Arsenal. . . . . . . . . . . . . . . . . . .0
THEIR fall has been as spectacular as the one that rendered Tony Adams an onlooker for this London derby but last night, in David Webb's homecoming, the new Chelsea manager saw his side end their sequence without a victory at the 14th time of asking.
Webb proved to be the returning hero with a tactical change nine minutes from time that was immediately rewarded as the 12th man, John Spencer, seized with both hands the chance to impress the governor.
Spencer, who came on for Mick Harford, received the ball from Graham Stuart, showed an appreciation of time and control beyond the means of many others on the field, and delayed his pass until his colleague had continued his run into the penalty area.
Stuart's finish through the legs of David Seaman was an appropriate climax to a second half in which Arsenal had dominated, yet spurned the best opportunities and were clearly fated to finish second-best. 'Yes, it was a smashing way to come home,' Webb said. 'It was a performance of guts from everybody and was particularly welcome after last week's display at Blackburn.'
Another David, the goalkeeper Beasant, was another focus for the congratulatory handshakes after two second-half saves that denied Arsenal the lead their revival merited. While the hesitancy of Mark Flatts and Kevin Campbell was in his favour, and his handling was never too sure, he deserved every assistance that came his way.
'He proved no one is forgotten in this game,' said Webb, who had no hesitation in recalling Beasant after his predecessor, Ian Porterfield, had declared back in September that two abject errors against Norwich were his last as the Chelsea No 1.
Besides Adams, resting at home after a tumble down a flight of nightclub steps produced a cut above his eyebrow requiring 29 stitches, Arsenal were also missing Ian Wright and Anders Limpar, although their manager George Graham is hopeful all three will be available for the FA Cup quarter- final at Ipswich on Saturday. Both sides made five changes but while Arsenal's were injury-induced, Webb's upheaval was done for tactical reasons.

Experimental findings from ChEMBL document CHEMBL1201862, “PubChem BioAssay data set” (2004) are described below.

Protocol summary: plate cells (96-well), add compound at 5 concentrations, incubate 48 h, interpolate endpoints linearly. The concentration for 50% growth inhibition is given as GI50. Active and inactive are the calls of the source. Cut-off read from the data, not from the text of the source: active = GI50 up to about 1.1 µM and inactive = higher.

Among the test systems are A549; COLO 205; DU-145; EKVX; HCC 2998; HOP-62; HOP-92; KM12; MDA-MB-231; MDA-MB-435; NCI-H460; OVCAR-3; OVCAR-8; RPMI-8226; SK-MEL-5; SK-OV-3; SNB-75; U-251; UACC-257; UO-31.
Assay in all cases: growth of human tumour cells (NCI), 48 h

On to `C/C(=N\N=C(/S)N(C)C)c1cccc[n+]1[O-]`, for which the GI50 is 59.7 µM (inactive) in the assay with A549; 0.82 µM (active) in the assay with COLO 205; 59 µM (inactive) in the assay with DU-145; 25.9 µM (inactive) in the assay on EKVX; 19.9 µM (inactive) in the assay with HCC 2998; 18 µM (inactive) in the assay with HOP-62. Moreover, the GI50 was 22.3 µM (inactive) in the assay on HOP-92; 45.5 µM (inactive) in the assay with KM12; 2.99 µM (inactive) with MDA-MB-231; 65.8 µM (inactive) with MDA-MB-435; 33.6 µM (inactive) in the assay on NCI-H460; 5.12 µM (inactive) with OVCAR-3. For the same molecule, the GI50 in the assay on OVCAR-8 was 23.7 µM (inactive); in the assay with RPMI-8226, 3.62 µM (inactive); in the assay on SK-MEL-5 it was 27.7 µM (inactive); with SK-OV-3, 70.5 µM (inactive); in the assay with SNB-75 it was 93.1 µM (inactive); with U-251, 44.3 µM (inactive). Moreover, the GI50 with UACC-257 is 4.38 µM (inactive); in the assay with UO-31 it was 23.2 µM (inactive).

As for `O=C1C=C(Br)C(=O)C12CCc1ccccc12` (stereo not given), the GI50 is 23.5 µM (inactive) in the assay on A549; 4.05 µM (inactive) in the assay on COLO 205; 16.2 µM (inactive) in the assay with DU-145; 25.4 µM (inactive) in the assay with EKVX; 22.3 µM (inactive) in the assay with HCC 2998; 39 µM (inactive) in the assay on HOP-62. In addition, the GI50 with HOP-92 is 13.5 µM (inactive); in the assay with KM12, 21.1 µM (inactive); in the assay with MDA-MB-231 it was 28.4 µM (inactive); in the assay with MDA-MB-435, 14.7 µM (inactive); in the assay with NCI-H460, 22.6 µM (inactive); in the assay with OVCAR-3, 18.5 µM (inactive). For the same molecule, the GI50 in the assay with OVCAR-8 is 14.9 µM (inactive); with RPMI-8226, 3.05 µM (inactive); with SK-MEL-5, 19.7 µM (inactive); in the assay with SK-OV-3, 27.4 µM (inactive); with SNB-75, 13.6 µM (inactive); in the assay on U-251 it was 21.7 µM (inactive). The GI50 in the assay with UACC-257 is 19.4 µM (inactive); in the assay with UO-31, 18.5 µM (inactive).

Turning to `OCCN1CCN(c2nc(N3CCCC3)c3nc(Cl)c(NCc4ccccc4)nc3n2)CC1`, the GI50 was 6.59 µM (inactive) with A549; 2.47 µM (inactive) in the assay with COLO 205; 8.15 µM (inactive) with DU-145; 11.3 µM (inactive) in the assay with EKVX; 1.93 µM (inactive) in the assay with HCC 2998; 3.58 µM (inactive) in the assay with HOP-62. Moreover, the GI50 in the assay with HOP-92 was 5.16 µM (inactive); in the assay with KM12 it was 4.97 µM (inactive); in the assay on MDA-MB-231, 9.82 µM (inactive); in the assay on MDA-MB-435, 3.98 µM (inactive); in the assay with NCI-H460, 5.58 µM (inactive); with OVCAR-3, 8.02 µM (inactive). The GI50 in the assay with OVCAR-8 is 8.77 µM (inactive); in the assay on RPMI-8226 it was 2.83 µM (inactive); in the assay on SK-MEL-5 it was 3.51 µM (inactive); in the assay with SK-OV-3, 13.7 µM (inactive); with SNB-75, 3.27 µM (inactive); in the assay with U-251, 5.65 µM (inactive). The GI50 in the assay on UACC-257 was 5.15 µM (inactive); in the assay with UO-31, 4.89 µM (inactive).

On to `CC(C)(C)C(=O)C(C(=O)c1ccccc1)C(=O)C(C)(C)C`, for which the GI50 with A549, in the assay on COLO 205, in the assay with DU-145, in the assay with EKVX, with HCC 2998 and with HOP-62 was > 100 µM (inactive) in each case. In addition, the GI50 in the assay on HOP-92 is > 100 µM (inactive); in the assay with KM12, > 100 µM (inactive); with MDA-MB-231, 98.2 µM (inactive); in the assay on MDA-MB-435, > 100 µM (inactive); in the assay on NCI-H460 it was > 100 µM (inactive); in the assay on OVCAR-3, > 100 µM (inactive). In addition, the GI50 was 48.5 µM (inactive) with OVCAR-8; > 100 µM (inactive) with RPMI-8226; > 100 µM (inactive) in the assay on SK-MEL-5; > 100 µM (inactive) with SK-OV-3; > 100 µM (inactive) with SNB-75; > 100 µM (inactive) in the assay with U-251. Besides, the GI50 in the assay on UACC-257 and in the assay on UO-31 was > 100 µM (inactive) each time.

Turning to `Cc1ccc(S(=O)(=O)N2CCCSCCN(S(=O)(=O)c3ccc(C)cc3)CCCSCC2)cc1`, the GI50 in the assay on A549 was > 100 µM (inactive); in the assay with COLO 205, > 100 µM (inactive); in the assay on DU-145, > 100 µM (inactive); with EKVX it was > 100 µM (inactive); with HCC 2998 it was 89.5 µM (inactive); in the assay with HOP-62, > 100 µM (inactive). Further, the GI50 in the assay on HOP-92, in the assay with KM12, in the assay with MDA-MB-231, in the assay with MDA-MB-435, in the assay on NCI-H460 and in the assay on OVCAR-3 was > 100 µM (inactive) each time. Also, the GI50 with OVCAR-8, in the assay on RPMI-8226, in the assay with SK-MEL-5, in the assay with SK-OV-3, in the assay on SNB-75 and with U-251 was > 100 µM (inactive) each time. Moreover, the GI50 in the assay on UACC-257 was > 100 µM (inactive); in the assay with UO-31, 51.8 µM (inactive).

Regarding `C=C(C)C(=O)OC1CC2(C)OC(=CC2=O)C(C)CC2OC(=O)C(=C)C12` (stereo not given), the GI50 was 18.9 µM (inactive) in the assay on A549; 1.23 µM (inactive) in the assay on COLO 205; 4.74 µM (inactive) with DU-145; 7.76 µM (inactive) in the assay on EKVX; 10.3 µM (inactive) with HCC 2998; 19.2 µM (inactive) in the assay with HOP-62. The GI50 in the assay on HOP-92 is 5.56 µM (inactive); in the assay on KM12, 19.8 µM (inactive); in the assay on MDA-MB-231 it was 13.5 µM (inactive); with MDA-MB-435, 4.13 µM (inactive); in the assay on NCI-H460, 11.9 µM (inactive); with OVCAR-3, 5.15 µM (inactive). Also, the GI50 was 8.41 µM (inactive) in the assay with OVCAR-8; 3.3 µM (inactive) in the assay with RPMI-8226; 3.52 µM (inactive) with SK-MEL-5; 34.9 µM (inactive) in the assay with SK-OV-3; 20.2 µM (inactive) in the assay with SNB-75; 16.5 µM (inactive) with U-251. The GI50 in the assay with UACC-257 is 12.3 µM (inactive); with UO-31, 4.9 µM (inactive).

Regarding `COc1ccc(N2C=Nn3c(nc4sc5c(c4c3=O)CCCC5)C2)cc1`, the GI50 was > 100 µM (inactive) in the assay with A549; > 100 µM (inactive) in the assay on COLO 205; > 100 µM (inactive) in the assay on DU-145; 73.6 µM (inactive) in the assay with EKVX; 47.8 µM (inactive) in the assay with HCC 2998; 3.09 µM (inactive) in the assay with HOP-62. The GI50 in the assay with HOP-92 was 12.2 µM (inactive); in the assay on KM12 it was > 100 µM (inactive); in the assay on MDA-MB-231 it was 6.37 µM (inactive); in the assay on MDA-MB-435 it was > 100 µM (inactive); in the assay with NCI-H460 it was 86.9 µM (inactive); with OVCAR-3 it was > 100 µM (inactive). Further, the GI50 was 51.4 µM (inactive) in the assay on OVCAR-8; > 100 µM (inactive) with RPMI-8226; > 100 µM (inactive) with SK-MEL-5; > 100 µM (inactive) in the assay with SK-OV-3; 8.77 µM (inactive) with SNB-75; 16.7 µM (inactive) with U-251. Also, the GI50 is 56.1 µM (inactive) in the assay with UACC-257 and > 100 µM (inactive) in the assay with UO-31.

The new men, and indeed those of old, bearing in mind the horrible run which had dropped Chelsea from fourth to 14th, had much to prove and they began the more urgent and determined. Their previous three games had all finished goalless and the pattern seemed to have taken root. Stuart was prominent on the right yet little was to come from his scuttling up and down the line. Harford sent a tame header at Seaman and Gareth Hall had two efforts high and wide.
Lee Dixon freed Flatts and Merson picked out Campbell yet neither were good enough to beat Beasant, leaving Graham to lament: 'We should have won, Chelsea had one chance and took it.'
Seaman's night was nearly complete when he dashed out of his area in a chase with Spencer and brought the striker down. Sensibly the referee Tony Ward decided a yellow card would suffice.
Chelsea: Beasant; Hall, Sinclair, Townsend, Johnsen, Donaghy, Stuart, Fleck, Harford (Spencer, 81), Newton, Barnard (Matthew, 85). Substitute not used: Hitchcock (gk).
Arsenal: Seaman; Dixon, Morrow, Hillier (Lydersen, h/t), Linighan, Keown, Jensen, Campbell (Carter, 85), Smith, Merson, Flatts. Substitute not used: Miller (gk).
Referee: T Ward (London).Reuse content